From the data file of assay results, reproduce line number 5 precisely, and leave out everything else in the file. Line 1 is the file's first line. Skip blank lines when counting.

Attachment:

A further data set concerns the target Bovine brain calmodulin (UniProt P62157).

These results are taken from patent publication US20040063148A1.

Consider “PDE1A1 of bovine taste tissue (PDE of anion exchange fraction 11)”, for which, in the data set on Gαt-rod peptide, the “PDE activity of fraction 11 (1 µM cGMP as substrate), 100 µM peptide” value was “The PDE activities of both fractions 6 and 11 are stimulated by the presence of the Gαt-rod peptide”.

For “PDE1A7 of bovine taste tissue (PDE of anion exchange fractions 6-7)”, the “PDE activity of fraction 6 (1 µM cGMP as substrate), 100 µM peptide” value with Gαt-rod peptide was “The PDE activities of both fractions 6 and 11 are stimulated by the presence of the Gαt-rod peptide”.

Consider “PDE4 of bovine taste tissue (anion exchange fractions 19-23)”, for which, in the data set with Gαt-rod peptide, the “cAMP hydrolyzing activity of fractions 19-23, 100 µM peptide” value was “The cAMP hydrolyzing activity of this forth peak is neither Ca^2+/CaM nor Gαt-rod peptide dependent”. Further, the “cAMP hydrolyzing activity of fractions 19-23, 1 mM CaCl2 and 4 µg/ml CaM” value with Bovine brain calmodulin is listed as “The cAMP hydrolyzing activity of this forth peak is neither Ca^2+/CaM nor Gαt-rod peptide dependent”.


Consider “PDE4 of bovine taste tissue (anion exchange fractions 19-23)”, for which, in the data set with Gαt-rod peptide, the “cAMP hydrolyzing activity of fractions 19-23, 100 µM peptide” value was “The cAMP hydrolyzing activity of this forth peak is neither Ca^2+/CaM nor Gαt-rod peptide dependent”. Further, the “cAMP hydrolyzing activity of fractions 19-23, 1 mM CaCl2 and 4 µg/ml CaM” value with Bovine brain calmodulin is listed as “The cAMP hydrolyzing activity of this forth peak is neither Ca^2+/CaM nor Gαt-rod peptide dependent”.